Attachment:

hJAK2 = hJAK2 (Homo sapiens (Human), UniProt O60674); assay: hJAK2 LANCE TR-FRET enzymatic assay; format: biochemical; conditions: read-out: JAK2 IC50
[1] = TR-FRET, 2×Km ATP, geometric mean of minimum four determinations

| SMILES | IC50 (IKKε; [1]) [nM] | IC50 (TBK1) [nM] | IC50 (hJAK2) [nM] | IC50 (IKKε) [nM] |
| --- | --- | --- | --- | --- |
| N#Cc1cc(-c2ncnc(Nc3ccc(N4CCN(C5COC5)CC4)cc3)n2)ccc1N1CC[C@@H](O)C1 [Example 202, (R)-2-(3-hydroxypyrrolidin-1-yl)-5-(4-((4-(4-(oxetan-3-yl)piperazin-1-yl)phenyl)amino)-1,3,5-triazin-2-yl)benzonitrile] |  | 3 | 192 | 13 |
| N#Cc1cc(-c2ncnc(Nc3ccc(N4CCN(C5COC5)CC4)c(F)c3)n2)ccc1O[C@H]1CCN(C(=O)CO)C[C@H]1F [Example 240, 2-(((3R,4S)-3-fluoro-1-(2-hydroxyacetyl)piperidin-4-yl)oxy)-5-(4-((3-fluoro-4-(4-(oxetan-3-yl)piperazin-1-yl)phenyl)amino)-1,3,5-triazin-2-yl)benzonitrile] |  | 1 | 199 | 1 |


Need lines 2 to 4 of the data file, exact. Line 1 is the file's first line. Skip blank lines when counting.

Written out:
[1] = TR-FRET, 2×Km ATP, geometric mean of minimum four determinations

| SMILES | IC50 (IKKε; [1]) [nM] | IC50 (TBK1) [nM] | IC50 (hJAK2) [nM] | IC50 (IKKε) [nM] |
| --- | --- | --- | --- | --- |